Hamstring Strain

Only available on StudyMode
  • Topic: Flexion, Hamstring, Injuries
  • Pages : 2 (752 words )
  • Download(s) : 129
  • Published : April 1, 2013
Open Document
Text Preview
Hamstring strain
Have you ever experience a hamstring strain? Do you know how unsafe it can be? One of the common groups of people to go through hamstring injuries, are athletes who indulge in sports that involve jumping and explosive sprinting. In addition of hamstring injuries, they can be very frustrating to deal and treat with. The hamstrings are composing of tendons that attach three large muscles, the biceps femoris, semitendinosus, and semimembranosus. These three muscles helps one knee to bend and extend to his or her hip; however, when one or more of these muscles gets stretched too far and starts to tear, it may cause plenty of pain due to the pulled hamstring.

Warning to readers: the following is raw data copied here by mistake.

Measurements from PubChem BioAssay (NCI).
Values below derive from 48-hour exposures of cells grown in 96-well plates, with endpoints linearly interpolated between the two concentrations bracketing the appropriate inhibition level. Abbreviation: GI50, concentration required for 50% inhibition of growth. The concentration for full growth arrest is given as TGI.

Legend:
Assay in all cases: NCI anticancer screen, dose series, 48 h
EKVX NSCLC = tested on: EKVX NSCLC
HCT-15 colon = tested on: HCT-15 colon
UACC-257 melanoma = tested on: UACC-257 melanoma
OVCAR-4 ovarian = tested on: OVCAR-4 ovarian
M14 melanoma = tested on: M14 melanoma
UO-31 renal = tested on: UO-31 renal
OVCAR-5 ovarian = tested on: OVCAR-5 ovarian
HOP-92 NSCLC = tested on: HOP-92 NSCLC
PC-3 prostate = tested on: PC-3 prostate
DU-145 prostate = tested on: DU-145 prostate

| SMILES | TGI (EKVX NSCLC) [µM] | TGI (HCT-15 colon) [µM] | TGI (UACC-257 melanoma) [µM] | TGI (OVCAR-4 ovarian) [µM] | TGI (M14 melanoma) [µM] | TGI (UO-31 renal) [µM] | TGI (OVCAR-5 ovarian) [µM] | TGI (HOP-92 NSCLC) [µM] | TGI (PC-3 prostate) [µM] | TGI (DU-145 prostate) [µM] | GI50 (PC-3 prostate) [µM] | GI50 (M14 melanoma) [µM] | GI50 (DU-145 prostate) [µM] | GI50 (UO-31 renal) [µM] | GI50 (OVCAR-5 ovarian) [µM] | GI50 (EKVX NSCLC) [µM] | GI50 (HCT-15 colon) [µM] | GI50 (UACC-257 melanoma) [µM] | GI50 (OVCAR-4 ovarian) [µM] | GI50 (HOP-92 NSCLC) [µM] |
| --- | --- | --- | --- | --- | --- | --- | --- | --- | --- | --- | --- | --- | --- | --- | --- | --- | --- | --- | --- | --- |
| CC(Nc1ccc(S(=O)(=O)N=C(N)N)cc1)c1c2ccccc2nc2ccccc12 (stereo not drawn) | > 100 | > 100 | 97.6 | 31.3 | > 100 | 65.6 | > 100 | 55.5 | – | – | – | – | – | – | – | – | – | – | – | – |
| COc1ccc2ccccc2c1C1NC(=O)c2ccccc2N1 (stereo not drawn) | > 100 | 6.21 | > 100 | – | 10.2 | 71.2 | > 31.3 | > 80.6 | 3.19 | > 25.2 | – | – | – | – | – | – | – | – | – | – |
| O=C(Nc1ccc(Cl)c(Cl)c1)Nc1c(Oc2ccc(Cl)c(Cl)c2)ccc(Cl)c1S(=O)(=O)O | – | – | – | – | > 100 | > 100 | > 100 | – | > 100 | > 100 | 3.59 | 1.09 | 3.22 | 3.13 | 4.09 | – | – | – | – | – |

In the circumstance of having to go through a hamstring strain, his or her may experience many symptoms and signs. For example, if his or her feels a sharp pain and possibly a popping sensation at the back of his or her leg, it is probably a sign of a hamstring strain injury. Some symptoms that one may go through during this incident, is pain in the back of his or her thigh when they flex or extend their leg, tenderness, swelling, and bruising in the affected area, and lastly weakness in his or her leg that lasts for a long time after the injury. In the event of a particularly severe strain or complete tear, the victim injured may feel a gap in the torn muscle, which may cause difficulties to run, jump, stretch and possibly walk. In order to know how a hamstring strain is diagnosed it is required to have medical attention, the doctor will examine his or her leg and ask questions about how the injury happened and how much pain you have. Not only will the doctor do what it was mention but also press on the back of ones thigh to check for swelling and tenderness. This will help the doctor to figure out what grade of strain his or her has. There are three grade levels to identify the injury; grade 1, grade 2 and grade 3....
tracking img